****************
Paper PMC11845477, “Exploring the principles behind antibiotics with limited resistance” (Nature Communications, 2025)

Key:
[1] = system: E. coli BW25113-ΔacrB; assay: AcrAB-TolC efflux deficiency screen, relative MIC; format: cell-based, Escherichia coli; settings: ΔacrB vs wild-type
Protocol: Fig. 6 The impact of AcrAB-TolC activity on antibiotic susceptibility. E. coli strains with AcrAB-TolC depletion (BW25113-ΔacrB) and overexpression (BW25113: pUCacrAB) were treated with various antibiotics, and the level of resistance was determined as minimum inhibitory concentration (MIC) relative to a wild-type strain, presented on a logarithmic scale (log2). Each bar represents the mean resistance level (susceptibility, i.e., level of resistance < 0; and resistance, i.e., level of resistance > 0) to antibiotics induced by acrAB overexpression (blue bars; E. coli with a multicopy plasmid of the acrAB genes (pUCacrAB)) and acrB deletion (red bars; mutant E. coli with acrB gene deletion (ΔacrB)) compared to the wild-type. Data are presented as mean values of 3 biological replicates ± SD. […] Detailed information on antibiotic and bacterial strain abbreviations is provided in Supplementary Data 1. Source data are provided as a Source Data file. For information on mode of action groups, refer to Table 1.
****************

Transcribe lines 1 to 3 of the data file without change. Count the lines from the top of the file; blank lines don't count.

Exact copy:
Paper PMC11845477, “Exploring the principles behind antibiotics with limited resistance” (Nature Communications, 2025)

Key:
[1] = system: E. coli BW25113-ΔacrB; assay: AcrAB-TolC efflux deficiency screen, relative MIC; format: cell-based, Escherichia coli; settings: ΔacrB vs wild-type